AAT

Gold Creek 5animal-assisted therapy (AAT)

Cows as Animals Assisted Therapy co-workers: We have such a strong bond with our beautiful miniature cattle that it has made us determined to find new ways of allowing them to lead longer, happier lives than your average cow. Preparing them to be pets for people on small acreage has worked well. Training our miniature cattle as Animal Assisted Therapy (AAT) co-workers is also proving successful. We now have two new roles for our miniatures that don't involve any of them being mistreated, leading short lives or ending up as meat.

Dimity was our first AAT co-worker, and she loves being brushed. She is about 30 minutes from calving here. That is her calf Dixie from the year before keeping her company.

Our Animal-Assisted Therapy (AAT) training is now in full swing.  Late in 2012, we started preparing our smaller Galloway Influenced cattle to work with therapists wanting AAT co-workers. Now our full blood Miniature White Galloway cattle are proving they can do this too. We are calling our Miniature White Galloways that are AAT trained 'Cuddle Cows'.

kissing calves b

The little bull calf being kissed in the paddock here has now sired some of our most docile calves.

Our new Cuddle Cow website introduces this aspect of these cattle to kids and the young at heart. Our adoption program and mascot purchases support this training and the publishing of anti-bullying material online. Follow our Cuddle Cows on facebook

miniature  cattle  for  AAT

Not all people in wheelchairs can enjoy the freedom of riding horses, but they can certainly enjoy bonding with our miniature cattle. It was fascinating to watch the interaction when we introduced our cows to another new concept - a young man on wheels.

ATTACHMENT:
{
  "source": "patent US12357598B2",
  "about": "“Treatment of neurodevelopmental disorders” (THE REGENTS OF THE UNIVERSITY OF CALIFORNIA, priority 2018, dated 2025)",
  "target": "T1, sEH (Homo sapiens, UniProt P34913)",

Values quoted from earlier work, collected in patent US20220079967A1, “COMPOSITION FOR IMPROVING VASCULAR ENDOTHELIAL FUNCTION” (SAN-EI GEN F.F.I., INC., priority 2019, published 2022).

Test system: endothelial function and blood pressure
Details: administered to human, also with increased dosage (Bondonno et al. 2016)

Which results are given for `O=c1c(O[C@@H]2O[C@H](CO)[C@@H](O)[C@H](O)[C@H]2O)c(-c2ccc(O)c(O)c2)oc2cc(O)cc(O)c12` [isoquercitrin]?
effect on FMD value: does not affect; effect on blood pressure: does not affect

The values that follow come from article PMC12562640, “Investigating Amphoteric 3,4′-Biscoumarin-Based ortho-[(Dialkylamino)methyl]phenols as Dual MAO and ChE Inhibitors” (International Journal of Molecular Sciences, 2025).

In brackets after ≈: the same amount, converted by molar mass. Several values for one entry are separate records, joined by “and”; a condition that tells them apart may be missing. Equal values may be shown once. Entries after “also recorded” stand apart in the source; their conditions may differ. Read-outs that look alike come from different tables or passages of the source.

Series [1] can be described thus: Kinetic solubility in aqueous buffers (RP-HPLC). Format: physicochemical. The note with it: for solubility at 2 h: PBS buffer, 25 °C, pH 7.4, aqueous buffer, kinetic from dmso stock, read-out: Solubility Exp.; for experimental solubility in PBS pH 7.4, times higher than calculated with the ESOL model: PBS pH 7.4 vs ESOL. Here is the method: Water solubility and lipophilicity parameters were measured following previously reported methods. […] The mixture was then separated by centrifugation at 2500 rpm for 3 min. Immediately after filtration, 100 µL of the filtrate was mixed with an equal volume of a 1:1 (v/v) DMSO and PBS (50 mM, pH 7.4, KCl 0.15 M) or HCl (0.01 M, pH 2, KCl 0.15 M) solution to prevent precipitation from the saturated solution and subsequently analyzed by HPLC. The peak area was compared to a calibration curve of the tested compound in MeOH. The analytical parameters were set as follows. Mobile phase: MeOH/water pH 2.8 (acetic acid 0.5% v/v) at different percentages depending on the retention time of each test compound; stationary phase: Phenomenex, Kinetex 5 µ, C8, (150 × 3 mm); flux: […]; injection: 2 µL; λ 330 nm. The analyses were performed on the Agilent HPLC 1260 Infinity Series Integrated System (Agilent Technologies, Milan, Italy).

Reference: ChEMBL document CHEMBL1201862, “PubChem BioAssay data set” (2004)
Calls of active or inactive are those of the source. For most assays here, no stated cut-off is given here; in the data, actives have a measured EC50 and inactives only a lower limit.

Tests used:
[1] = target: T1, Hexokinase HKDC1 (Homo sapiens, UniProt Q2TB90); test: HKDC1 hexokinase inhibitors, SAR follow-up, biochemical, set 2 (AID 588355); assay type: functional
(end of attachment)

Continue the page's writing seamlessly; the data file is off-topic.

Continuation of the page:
Rodney has been in a wheelchair since he was old enough to walk. Now twenty years old, Rodney has grown into a determined young man with an attitude of 'Disability - what disability?!' So, when he visited, we started Rodney off by encouraging him to say hello to little TwoDee. TwoDee only came half way up Rod's shoulder, so he didn't feel at all intimidated by the little heifer. (I was so focussed on watching the interaction I forgot to take a photo).

rod AAT 1

Rod is saying hello to a cow, up close and personal, for the first time.  The wheelchair does not faze Dusty.

When Rodney and TwoDee were 100% comfortable with each other, we gradually introduced TwoDee's Mum, Dusty. A full grown miniature cow, Dusty measures less than 120cm at the hip. However, weighing in at around 400kg, that is a lot of weight to be thrown around if something goes wrong. Rodney was acutely aware of this at first. As he spent more and more time with Dusty Rod became more engrossed in what he was doing and totally oblivious to their differences. It was soon apparent that as much as Rodney was a 'Disability what disability?' kind of guy, Dusty was a' Wheelchair what wheelchair?' kind of girl.   

When we progressed to TwoDee's Mum, Rod wasn't quite so convinced. However, it only took a little while for him to be reassured that all was well. Five minutes later they were firm friends. Intuitively Dusty seemed to understand that she shouldn't lean too close to Rodney or the wheelchair. When we brush Dusty, she will lean right into us, but she didn't do this to Rodney. 

Rod AAT 2

Rodney gives Dusty a very tentative brush. He has never been in a paddock full of cows before.

Rod AAT 4

Dusty is letting Rodney know that she likes his brushing technique and that she's cool with his wheels.

Rod AAT 3

Rodney is looking pretty pleased with the new friendship. Dusty is very relaxed and enjoying the company.

preparing for the  unexpected

One way of ensuring that our AAT co-workers are read more

 

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Our Cuddle Cow Anti-Bullying Website

huggie small

Click on Huggie to go to our website with cattle and anti-bullying material.

Our Halters Come From Cattle Clobber

adopt a calfCattle Clobber make great halters for miniature cattle. Halters can be ordered online. Read more

Our Calf Adoption Mascots

banjo small

Our calf adoption proceeds go to farm animals shelters and sanctuaries.

 The GOLD CREEK Galloway Stud Proud Owners - Pamela Robinson & Suzanne Baker